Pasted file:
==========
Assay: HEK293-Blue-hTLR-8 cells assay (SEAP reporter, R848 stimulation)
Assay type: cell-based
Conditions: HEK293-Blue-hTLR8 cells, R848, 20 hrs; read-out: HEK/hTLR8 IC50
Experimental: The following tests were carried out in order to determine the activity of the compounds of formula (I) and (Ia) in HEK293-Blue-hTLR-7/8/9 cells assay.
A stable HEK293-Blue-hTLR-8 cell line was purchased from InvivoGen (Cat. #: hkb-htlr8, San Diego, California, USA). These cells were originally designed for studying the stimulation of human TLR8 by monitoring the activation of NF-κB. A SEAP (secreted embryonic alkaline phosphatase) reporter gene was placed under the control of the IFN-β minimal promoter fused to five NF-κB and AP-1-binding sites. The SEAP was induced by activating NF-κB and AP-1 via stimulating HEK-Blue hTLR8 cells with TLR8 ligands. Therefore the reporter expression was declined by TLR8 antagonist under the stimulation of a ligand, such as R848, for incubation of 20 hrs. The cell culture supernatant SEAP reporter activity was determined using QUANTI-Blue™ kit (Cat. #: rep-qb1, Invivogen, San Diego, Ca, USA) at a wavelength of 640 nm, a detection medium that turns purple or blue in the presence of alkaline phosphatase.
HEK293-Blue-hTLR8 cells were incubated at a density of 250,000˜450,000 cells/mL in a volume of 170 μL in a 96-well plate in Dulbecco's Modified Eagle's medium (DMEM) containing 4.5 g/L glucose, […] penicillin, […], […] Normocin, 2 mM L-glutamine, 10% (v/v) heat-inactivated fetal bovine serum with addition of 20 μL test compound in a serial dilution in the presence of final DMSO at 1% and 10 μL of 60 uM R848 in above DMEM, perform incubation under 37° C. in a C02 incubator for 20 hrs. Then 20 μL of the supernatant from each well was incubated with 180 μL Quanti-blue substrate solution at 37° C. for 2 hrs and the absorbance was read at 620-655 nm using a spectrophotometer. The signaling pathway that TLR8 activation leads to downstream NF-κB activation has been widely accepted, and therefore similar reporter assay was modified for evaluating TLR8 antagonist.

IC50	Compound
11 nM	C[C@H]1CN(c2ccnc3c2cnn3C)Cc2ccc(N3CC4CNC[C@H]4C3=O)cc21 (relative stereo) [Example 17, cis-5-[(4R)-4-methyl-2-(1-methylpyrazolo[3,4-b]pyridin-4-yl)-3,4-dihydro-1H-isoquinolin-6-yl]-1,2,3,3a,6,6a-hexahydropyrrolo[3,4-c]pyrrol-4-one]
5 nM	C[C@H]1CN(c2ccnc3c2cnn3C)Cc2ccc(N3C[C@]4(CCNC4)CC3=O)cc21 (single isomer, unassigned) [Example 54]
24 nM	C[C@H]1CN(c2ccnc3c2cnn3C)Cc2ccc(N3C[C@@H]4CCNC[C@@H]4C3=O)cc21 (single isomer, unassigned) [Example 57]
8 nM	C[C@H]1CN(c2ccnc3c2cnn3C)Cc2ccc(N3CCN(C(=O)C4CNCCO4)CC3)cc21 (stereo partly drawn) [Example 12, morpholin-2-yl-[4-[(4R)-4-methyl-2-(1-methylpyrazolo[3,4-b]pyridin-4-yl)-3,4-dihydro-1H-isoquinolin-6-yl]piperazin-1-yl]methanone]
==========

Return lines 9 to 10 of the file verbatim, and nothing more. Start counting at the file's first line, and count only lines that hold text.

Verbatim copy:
5 nM	C[C@H]1CN(c2ccnc3c2cnn3C)Cc2ccc(N3C[C@]4(CCNC4)CC3=O)cc21 (single isomer, unassigned) [Example 54]
24 nM	C[C@H]1CN(c2ccnc3c2cnn3C)Cc2ccc(N3C[C@@H]4CCNC[C@@H]4C3=O)cc21 (single isomer, unassigned) [Example 57]